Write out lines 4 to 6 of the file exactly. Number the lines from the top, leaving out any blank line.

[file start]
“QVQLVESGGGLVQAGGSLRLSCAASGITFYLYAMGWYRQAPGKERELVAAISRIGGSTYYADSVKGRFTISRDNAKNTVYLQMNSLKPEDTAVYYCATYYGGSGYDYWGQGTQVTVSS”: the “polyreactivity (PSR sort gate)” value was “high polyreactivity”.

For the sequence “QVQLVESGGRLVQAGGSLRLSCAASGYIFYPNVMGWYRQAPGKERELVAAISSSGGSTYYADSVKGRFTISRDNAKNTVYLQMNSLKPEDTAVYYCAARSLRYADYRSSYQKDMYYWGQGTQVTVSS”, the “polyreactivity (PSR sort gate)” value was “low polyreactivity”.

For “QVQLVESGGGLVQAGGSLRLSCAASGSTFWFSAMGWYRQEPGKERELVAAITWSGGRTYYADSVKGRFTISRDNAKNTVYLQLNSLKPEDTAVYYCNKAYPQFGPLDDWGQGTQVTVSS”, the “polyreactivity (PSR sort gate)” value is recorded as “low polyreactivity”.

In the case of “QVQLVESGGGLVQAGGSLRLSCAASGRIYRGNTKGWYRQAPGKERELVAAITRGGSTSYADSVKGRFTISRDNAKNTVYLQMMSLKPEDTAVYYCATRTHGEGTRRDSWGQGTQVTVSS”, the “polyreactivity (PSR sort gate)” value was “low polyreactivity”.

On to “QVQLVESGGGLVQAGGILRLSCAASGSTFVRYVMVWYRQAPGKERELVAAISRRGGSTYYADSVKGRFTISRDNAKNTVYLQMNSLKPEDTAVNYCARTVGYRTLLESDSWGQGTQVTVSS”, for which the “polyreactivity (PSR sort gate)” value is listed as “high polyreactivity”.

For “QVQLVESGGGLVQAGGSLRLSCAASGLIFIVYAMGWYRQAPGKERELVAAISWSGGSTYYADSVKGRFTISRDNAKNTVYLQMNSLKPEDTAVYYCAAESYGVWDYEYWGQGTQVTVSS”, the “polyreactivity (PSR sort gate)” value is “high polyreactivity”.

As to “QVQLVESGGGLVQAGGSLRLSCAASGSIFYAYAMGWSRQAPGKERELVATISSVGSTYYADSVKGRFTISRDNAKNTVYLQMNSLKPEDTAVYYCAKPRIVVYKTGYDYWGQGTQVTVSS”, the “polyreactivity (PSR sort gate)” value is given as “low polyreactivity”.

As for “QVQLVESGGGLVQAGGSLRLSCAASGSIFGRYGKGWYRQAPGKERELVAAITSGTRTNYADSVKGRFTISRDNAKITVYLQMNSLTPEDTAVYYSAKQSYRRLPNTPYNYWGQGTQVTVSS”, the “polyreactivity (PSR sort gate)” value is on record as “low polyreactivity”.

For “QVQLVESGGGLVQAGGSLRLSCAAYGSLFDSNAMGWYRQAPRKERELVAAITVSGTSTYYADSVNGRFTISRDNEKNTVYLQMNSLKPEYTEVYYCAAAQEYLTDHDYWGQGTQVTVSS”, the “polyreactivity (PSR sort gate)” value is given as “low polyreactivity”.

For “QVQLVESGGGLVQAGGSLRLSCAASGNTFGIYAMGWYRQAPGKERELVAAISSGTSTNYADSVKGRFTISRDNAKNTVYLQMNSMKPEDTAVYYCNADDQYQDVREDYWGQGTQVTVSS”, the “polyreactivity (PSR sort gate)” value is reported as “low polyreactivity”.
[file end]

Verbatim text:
In the case of “QVQLVESGGGLVQAGGSLRLSCAASGRIYRGNTKGWYRQAPGKERELVAAITRGGSTSYADSVKGRFTISRDNAKNTVYLQMMSLKPEDTAVYYCATRTHGEGTRRDSWGQGTQVTVSS”, the “polyreactivity (PSR sort gate)” value was “low polyreactivity”.

On to “QVQLVESGGGLVQAGGILRLSCAASGSTFVRYVMVWYRQAPGKERELVAAISRRGGSTYYADSVKGRFTISRDNAKNTVYLQMNSLKPEDTAVNYCARTVGYRTLLESDSWGQGTQVTVSS”, for which the “polyreactivity (PSR sort gate)” value is listed as “high polyreactivity”.

For “QVQLVESGGGLVQAGGSLRLSCAASGLIFIVYAMGWYRQAPGKERELVAAISWSGGSTYYADSVKGRFTISRDNAKNTVYLQMNSLKPEDTAVYYCAAESYGVWDYEYWGQGTQVTVSS”, the “polyreactivity (PSR sort gate)” value is “high polyreactivity”.